David Nash php Leave a Comment

Coming from a solid open source/PHP background, any interaction I have with .NET usually leaves me wondering just how those guys at Microsoft were able to stay that high for that long. Maybe they’d made a wish on a cursed monkey hand where they wanted the web to be stateful. Or made a pact with the devil. One of those “always backfires” kind of deals, like when you wish for hot babes and they’re literally one million degrees centigrade. I recently created an application that would interact with a .NET search form. I looked into the face of insanity and …

Use curl and PHP Simple HTML DOM Parser to inject WordPress into another page

David Nash css, html, php, wordpress 3 Comments

I was recently asked to create a WordPress theme that would run on its own server but be integrated into a larger e-commerce site that was running in a separate CMS. The headers and footers for the site change frequently and the WordPress theme needed to insert itself between the two. The basic outline to tackle this problem is: Create a template in the CMS with an empty content area, and set up eg /blog so that instead of using the CMS it  loads content from the WordPress server. Create a WordPress theme that uses the built-in curl library to read …

WordPress Theme Development Quick Start

David Nash css, html, php, wordpress Leave a Comment

I’ve created plenty of WordPress themes based on designs from clients. This is the process I usually follow. 1. Create a static HTML and CSS template. I create index.html and style.css. 2. Install WordPress 3. In the WordPress folder wp-content/themes/ I create a folder with the name of my new theme. 4. Copy my static HTML to the new theme folder. 5. Modify style.css, add the WordPress stylesheet header: /* Theme Name: THEME_NAME Theme URI: YOUR_WEBSITE Description: THEME_DESC Version: 0.1 Author: YOUR_NAME */ 6. Rename index.html to index.php. Open index.php and replace the reference to style.css with < ?php bloginfo( ...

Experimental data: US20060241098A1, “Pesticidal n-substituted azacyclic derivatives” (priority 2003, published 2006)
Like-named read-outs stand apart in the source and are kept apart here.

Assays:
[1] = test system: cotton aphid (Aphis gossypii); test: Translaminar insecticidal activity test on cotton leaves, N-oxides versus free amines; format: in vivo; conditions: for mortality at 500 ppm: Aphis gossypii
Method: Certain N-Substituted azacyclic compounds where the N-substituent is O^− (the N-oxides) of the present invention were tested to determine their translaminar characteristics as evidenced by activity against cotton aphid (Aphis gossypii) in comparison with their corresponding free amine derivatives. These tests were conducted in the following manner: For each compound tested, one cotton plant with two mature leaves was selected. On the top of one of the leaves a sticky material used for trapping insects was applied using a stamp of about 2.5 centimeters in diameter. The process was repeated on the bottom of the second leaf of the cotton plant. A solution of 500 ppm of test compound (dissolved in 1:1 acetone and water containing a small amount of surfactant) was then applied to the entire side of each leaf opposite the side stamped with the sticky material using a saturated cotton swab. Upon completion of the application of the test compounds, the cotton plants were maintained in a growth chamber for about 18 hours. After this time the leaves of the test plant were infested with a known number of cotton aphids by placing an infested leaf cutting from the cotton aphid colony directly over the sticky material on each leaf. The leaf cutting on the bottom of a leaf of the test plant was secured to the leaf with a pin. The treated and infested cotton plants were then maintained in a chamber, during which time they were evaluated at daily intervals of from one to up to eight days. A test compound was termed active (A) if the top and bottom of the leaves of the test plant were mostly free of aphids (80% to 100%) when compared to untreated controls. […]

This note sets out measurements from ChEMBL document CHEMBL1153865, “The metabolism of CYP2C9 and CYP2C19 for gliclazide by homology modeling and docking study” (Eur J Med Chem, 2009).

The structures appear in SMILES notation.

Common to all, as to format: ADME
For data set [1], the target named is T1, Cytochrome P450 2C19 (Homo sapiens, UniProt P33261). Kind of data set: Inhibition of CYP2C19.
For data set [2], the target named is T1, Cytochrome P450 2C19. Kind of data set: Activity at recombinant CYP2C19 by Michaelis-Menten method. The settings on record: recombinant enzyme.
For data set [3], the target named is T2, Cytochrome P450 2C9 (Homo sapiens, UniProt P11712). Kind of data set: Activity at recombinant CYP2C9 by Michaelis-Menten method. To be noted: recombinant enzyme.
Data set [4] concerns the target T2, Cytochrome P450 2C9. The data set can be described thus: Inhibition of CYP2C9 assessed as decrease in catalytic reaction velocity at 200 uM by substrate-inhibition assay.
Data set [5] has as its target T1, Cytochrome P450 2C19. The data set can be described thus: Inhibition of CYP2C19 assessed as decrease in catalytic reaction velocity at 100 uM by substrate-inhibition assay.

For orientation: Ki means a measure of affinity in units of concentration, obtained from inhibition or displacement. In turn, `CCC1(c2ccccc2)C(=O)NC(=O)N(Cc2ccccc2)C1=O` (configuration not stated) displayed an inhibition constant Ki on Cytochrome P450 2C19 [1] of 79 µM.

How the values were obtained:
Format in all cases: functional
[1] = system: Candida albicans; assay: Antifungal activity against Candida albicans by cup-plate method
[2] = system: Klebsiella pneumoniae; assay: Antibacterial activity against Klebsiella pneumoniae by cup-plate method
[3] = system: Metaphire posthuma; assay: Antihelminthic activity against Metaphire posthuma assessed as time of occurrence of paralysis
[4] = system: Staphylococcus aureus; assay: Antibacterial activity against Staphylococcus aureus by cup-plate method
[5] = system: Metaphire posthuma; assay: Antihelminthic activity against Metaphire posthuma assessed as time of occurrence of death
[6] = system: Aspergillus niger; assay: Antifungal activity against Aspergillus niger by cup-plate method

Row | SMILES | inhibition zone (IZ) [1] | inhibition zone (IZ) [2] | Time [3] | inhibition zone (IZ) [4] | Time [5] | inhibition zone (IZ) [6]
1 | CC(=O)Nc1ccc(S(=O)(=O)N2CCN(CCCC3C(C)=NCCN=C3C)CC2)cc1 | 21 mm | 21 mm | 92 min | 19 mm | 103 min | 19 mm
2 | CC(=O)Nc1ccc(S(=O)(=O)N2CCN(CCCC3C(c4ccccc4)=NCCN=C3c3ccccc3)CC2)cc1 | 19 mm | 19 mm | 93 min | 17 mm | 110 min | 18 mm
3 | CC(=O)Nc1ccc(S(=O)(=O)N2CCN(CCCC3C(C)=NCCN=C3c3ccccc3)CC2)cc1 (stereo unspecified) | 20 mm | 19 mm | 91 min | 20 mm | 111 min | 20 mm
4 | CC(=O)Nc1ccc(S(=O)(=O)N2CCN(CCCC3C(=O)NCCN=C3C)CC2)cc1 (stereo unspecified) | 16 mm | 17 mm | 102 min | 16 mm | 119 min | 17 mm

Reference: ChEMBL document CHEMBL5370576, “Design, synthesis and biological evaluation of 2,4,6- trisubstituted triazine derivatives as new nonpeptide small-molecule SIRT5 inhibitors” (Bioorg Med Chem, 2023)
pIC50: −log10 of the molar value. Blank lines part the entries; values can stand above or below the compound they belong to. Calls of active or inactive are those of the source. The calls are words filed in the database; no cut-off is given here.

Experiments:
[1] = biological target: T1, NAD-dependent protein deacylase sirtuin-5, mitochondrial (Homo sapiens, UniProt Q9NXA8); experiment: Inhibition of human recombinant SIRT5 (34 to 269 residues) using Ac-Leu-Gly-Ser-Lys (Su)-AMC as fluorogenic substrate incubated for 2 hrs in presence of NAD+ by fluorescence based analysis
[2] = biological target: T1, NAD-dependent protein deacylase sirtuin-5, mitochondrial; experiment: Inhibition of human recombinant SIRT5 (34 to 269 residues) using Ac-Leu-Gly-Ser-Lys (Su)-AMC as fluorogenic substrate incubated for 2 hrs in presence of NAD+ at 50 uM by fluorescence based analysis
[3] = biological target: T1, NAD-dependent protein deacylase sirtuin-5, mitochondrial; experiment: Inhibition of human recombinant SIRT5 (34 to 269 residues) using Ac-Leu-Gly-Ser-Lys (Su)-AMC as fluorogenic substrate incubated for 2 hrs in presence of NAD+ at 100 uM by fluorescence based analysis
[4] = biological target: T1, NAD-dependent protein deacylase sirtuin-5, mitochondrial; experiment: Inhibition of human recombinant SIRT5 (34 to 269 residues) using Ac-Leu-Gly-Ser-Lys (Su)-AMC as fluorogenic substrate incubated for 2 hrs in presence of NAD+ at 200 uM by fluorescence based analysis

WordPress: Limit Archives to Single Category

David Nash mysql, php, wordpress 9 Comments

Late yesterday afternoon a client asked if I could look at a business’s WordPress installation. They had posts in several categories but only wanted to show the “Latest News” posts in the archives. WordPress is designed around blog posts, whereas I find that many business or company sites are designed around pages (eg About Us, Contact Us) – and don’t use WordPress’ powerful blogging tools on the front page. My site is an example – the content on the home page doesn’t change that much. This means that many of the solutions are also geared around blog-post design. While searching …

Hostmonster 500 Internal Server Error (SHTML Wrapper)

David Nash linux, php 3 Comments

A client using Hostmonster was doing some hair-pulling over what appeared to be a .htaccess problem while installing a Symphony site I developed. We thought it might be related to the fact it was running on a subdomain. The server would give a blank page, and on the HTML source would show something like “500 SHTML wrapper”. It turns out this happens when group write permissions are set on the script. Via the Hostmonster Cpanel File Manager, you can right-click the file, click permissions and uncheck “write” and the script should run. The way I worked this out was: first, …